‘Strong Women Aren’t Always Human’

Joell Dunlap of the Square Peg Foundation pens a heartfelt tribute to her longtime equine partner and cornerstone of the Square Peg program, a unique and challenging OTTB named Gigi.

You may recognize the name Square Peg Foundation from previous HN posts — in October 2014 we recognized them as our Standing Ovation of the Week, an honor we give to individuals and organizations that are doing good work in the horse world. Located Half Moon Bay, California, Square Peg’s mission is to honor the uniqueness in everyone, emphasis on horses and children. They mainly focus on the rescuing, rehabbing, retraining, and rehoming of ex-racehorses, as well as bringing these horses together with people, mainly children, on the autism spectrum. Joell Dunlap published the following post on the Square Peg blog and was kind enough to share.

Photo courtesy of Joell Dunlap.

Photo courtesy of Joell Dunlap.

When a horse at the ranch dies, it’s my job to help kids come to grips with the circle of life. I carefully consider the age and emotional state of each person when I break the news to them. It’s a tricky dance navigating each family’s culture regarding death.

This time was different. This time, I did what must be done quietly and privately. I acknowledged Gigi and I had been soulmates for close to 17 years. This time, I attended to my pain and loss with the tenderness I afford others in these situations.

What flowed back was the kindness and innocence that Gigi loved – I am grateful for the care I’m giving myself.

Around 1999 (Art Sherman, California Chrome’s trainer) asked me to give him $1 for a skinny and awkward horse. She looked like both front legs came out of the same hole. Her exercise rider said she was crazy. Plus, you couldn’t tie her – she’d panic and destroy anything to get free. Add to that, her leg was injured and swollen. 

I said yes.

Thoroughbreds are handled by humans from the day they are born. Therefore, most Thoroughbreds are happy to please humans and see them as fellow members of their herd. This filly – not so much. She had no name, no tattoo, the exercise rider told me she was bred by some guy who left his horses mostly wild until they were four years old.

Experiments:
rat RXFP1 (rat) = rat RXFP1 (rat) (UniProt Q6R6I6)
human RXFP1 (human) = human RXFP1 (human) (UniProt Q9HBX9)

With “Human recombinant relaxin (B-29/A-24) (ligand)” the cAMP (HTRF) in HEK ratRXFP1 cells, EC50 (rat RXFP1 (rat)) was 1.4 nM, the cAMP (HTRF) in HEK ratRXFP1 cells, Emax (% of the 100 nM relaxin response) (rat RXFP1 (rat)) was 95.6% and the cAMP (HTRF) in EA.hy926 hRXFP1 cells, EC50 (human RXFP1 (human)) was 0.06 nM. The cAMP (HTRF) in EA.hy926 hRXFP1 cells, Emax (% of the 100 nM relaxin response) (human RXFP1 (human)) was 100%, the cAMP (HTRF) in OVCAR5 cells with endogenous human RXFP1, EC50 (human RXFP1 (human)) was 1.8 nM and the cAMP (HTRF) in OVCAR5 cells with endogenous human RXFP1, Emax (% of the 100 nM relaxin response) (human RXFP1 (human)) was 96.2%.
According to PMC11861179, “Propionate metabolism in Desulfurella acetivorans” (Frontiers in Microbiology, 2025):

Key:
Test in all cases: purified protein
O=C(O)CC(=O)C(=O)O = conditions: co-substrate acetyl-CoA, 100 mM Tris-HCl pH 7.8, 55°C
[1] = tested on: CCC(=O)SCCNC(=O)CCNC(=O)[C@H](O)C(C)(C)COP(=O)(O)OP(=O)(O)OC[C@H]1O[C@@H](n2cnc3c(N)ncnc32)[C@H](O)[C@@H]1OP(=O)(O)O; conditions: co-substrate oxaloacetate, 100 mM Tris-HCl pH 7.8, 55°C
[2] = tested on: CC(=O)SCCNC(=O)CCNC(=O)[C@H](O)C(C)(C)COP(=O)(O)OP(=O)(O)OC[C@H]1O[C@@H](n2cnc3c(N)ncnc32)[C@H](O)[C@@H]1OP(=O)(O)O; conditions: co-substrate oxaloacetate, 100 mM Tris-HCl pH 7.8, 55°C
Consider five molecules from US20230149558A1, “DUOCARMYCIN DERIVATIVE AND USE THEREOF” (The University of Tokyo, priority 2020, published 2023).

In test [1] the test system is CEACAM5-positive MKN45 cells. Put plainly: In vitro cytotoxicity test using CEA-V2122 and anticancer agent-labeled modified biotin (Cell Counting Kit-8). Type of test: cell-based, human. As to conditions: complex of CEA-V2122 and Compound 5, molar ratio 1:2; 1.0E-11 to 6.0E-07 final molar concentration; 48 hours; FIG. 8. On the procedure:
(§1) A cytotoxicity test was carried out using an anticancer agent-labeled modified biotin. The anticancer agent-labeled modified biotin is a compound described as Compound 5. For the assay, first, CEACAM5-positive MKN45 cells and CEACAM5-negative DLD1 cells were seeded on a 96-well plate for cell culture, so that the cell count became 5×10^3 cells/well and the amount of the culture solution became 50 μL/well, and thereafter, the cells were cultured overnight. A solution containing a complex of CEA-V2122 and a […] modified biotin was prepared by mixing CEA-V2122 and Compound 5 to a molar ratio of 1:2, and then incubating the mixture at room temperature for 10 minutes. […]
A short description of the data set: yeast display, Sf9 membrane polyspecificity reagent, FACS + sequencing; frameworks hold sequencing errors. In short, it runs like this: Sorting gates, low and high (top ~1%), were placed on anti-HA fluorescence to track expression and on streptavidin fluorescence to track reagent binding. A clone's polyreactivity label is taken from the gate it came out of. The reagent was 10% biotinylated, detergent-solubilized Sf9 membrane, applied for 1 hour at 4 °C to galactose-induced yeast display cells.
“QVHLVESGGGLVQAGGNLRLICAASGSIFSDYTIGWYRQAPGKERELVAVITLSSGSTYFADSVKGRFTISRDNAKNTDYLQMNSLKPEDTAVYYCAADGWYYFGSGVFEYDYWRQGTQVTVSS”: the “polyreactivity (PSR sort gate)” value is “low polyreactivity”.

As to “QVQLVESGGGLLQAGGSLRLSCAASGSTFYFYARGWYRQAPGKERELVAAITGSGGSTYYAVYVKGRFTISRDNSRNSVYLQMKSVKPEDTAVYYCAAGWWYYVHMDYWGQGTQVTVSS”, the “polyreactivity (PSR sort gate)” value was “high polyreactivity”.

She grew big and strong and brilliant but still fearful. I called her Gigi.

I showed her through first level dressage. The judges consistently wrote “very tactful rider.” They could tell I was sitting on dynamite. Gigi jumped boldly, if flat and fast. She was famous for turning bounces into giant spread fences. She brought out the best and the worst in me as a rider.

As much as Gigi could humble arrogance,  Gigi was better at recognizing true innocence. Faced with a child or a kitten or even an adult without an agenda – Gigi’s face softened, she’d stretch her elegant neck toward them and lick them with her pink tongue.

When I started using her in lessons, people who knew her complained bitterly. They said she was unsafe, unpredictable, strong and willful. With me – yes. With any professional who climbed upon her broad back – absolutely. With children – never.

By 2004, when we started Square Peg, she was a cornerstone of the program. For eleven years she packed kids.

Last year we knew something was wrong. After a light ride, Gigi was sweaty and tired. She angrily bit one of our best kids while brushing. Her coat turned rough and then she started losing weight. We checked teeth, we pulled blood. We supplemented her food. She was only 20 for goodness sakes.

A fantastic private thoroughbred charity called us last year and said “how can we help Square Pegs?” I knew right away what to say.

“Our matriarch is sick and we can’t figure out what’s going on. I’d like to send her to the UCDavis and see if we can help her.”

After the Finish Line gave us the go-ahead and our vet made all the connections to have her examined by the University’s best. After a week of ultrasounds, blood tests, biopsy procedures and more we came home baffled. Gigi slipped another notch or twelve in that time. The tests for Cushing’s Disease came back inconclusive but it’s all we had to go on.

Our friends at Auburn Labs supported her with over $1,000 worth of their APF Pro product that had proven results for horses with Cushing’s Disease.

Photo courtesy of Joell Dunlap.

Photo courtesy of Joell Dunlap.

In Cushing’s the adrenal glands won’t shut down. Gigi was under constant chemical stress. It destroyed her eyesight, her joints, her metabolism, her lungs.

For the last five months we attended to her every whim. We grazed her in the most lush spots. We cleaned her water bucket daily so she could try to quench her insatiable thirst.

Yesterday, my friend, my teacher, my treasured co-worker was finally able to lie down again. The stress hormones no longer pushed through her veins.

A friend left flowers and a note in front of her stall with words that spoke volumes: “Strong women aren’t always Human.”

Gigi was a bold diva – a princess with a  gallant heart. She reminded me of one of my favorite film heroes – Maude from Harold and Maude. When Harold demands “You can’t die – I LOVE you!” Maude smiles and answers “That’s wonderful! Now go and love some more.”

Goodbye my darling Gigi.  I promise to go and love some more.

Many thanks to Joell Dunlap and The Square Peg Foundation for sharing. Go Riding.


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